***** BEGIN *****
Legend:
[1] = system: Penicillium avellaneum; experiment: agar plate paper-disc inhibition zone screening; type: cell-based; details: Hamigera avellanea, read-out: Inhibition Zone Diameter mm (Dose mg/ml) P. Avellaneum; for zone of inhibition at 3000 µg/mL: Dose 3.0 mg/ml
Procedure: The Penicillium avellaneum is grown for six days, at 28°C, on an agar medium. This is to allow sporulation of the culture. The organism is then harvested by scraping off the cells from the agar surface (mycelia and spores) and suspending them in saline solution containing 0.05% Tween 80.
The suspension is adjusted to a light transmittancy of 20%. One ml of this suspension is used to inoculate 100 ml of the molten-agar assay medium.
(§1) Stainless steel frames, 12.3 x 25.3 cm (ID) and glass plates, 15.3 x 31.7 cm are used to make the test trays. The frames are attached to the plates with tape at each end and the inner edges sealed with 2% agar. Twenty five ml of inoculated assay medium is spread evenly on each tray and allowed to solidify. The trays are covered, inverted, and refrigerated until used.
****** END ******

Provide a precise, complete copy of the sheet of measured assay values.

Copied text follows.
Legend:
[1] = system: Penicillium avellaneum; experiment: agar plate paper-disc inhibition zone screening; type: cell-based; details: Hamigera avellanea, read-out: Inhibition Zone Diameter mm (Dose mg/ml) P. Avellaneum; for zone of inhibition at 3000 µg/mL: Dose 3.0 mg/ml
Procedure: The Penicillium avellaneum is grown for six days, at 28°C, on an agar medium. This is to allow sporulation of the culture. The organism is then harvested by scraping off the cells from the agar surface (mycelia and spores) and suspending them in saline solution containing 0.05% Tween 80.
The suspension is adjusted to a light transmittancy of 20%. One ml of this suspension is used to inoculate 100 ml of the molten-agar assay medium.
(§1) Stainless steel frames, 12.3 x 25.3 cm (ID) and glass plates, 15.3 x 31.7 cm are used to make the test trays. The frames are attached to the plates with tape at each end and the inner edges sealed with 2% agar. Twenty five ml of inoculated assay medium is spread evenly on each tray and allowed to solidify. The trays are covered, inverted, and refrigerated until used.